Installing BN4, BN7, BT7 Door Pocket and Main PanelsBased on Heritage Upholstery and Trim Kits
<= click on photos to enlarge =>
Heritage Upholstery and Trim from North Vancouver, B.C. has been producing some very nice quality interior components and trim kits. I have used their products a number of times and been able to achieve what I feel are some very high quality results. Following is a guide and method of installing the Healey 6 cylinder roadster model doors and door pockets.
Here's what I did:
Get some paint that approximates the interior trim color and hand brush the inside perimeter of the door pocket metal in the doors. (see photo).
(1) Glue the top inside edge vinyl strip in place and when dry trim with a knife to the top edge of the door skin and also remove the excess at the front and back edges. At the leading edge, the vinyl must come right up the front casing and end at the door skin. Trim the excess away along the inner lower edge as shown so you can find the mounting holes for door latch, etc. Finally find the hole for the side curtain socket escutcheon and trim this away too.
(2) Prepare the lower inner door panel by ensuring the bottom edge folds in to form a bottom to the door pocket. Also fold the forward end and the back end to form approximately 90 degree bends. Test fit this panel inside the door making sure top edge of the panel fits along top edge of wood strip in door. Slight bowing will be needed to fit it into the inside of the door.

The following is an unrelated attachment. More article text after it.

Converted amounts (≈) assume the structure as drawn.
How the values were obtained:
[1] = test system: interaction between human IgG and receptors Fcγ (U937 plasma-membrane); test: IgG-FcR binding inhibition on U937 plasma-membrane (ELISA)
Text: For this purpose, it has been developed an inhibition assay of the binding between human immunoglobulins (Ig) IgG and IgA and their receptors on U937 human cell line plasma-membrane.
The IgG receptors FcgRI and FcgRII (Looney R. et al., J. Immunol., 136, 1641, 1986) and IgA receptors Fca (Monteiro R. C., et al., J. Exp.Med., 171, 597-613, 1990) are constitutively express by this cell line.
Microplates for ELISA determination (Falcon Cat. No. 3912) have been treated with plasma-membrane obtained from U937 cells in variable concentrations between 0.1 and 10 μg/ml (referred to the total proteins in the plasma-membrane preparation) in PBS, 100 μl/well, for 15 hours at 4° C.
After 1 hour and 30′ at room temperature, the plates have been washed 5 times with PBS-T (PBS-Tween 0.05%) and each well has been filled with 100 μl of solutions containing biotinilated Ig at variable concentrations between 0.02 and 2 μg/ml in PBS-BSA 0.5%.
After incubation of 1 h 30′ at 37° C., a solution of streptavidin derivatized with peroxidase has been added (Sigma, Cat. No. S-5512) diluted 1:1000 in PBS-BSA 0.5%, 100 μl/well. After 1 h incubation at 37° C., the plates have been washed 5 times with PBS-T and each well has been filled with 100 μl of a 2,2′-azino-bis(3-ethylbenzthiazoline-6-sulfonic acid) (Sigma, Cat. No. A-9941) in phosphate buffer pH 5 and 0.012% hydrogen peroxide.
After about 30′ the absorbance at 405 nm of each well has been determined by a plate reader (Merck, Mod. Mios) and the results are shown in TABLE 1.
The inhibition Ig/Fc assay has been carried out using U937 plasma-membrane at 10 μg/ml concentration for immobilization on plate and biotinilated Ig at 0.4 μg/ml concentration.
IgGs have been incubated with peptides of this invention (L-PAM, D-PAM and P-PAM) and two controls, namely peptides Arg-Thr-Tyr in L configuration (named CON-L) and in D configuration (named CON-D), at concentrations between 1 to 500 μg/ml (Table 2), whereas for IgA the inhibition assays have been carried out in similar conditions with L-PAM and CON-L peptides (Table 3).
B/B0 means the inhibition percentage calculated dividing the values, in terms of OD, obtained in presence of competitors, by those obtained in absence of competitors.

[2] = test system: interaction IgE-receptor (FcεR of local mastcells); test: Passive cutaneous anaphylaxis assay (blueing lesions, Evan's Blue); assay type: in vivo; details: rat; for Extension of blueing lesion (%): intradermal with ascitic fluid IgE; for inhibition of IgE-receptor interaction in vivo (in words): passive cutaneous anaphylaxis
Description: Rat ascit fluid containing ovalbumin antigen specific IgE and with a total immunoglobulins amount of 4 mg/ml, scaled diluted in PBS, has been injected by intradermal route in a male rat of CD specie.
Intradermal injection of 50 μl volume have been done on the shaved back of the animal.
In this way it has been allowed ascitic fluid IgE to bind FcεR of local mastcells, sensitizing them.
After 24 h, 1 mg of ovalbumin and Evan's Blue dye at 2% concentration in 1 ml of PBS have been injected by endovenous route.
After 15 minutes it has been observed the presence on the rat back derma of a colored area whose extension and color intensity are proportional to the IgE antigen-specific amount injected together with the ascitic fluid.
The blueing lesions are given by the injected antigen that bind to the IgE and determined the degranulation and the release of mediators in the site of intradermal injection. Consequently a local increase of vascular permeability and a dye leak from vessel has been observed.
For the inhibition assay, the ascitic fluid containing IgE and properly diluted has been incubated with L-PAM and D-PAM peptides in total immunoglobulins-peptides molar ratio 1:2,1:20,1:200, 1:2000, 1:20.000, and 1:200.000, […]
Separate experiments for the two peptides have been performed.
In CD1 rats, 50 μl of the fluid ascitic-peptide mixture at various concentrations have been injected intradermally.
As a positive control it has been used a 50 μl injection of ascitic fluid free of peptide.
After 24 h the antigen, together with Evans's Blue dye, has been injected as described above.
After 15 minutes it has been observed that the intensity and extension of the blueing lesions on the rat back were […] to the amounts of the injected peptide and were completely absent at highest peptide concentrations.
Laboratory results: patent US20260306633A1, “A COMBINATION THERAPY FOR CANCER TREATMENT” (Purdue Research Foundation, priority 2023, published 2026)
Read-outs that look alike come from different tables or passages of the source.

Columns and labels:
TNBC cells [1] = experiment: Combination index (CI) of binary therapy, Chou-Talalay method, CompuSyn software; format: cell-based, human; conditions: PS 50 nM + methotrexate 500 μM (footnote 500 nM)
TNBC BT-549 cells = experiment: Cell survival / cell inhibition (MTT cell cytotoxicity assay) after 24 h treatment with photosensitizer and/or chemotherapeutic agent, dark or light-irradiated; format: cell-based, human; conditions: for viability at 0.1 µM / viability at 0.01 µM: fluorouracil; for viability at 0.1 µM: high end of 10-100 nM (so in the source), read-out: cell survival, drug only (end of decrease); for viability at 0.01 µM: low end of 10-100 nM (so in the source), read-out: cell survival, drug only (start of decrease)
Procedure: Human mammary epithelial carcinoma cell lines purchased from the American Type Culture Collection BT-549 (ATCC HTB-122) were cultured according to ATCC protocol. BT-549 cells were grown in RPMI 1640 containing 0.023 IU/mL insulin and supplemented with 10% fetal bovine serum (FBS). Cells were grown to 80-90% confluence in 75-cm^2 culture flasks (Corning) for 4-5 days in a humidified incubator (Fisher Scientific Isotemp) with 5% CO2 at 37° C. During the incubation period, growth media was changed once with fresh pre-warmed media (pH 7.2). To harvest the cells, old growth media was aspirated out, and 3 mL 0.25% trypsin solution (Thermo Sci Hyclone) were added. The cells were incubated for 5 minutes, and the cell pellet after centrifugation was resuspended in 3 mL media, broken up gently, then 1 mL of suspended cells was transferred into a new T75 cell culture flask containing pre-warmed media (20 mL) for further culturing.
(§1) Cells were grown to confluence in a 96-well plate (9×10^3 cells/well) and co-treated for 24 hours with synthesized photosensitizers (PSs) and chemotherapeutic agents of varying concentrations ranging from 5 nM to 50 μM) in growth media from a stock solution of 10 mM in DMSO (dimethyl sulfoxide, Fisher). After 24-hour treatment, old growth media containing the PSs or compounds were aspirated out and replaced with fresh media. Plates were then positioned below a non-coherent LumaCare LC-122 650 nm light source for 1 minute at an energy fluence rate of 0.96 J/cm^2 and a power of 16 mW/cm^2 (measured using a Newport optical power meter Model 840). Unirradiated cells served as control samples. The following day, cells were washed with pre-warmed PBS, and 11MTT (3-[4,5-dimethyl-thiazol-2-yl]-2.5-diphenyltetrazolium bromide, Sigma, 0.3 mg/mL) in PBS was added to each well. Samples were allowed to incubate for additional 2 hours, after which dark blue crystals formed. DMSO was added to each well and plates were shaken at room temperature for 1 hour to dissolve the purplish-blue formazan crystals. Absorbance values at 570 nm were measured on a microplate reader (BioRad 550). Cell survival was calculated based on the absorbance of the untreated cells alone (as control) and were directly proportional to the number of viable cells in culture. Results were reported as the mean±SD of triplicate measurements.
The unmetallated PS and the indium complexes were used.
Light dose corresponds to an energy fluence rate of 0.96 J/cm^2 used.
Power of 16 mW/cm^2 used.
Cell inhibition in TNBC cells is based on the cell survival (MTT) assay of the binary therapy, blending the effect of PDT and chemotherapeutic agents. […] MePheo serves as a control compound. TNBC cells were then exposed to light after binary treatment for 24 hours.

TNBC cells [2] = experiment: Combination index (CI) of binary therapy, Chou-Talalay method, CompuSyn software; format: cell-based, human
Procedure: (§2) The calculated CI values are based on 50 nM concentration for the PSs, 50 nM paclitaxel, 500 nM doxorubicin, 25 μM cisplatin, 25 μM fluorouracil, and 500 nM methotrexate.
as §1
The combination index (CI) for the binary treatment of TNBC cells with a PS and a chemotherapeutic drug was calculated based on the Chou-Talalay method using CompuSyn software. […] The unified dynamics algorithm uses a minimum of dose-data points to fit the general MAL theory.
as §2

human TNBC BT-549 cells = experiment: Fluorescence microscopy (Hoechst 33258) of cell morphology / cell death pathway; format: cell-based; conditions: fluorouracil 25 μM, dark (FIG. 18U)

(3) The long narrow panel must be bent concave and installed in the bottom of door with top edge compressed under door pocket lip and lower edge pressed into lower outboard edge of door.
(4) Align and test fit the upper door pocket panel into door opening. Again slight bowing will be needed to fit into door pocket opening. Play with this and you'll find a diagonal angle that will allow the panel to fit with minimum bowing. The front and back folding flaps will have to be folded in and the rear one with the notch worked around to clear the door latching mechanism and pull rod. Now align the bottom edge of the upper panel parallel to the inside door wood strip. Make sure the lower panel hasn't moved and drill and install 3 equally spaced cupped washers and trim screws through both panels and into the wood strip. Start with the centre one and then spot the forward and rearward screws with equal spacing from the centre one. Eyeball this but I think the spacing was about 11" apart. It varied from car to car a bit.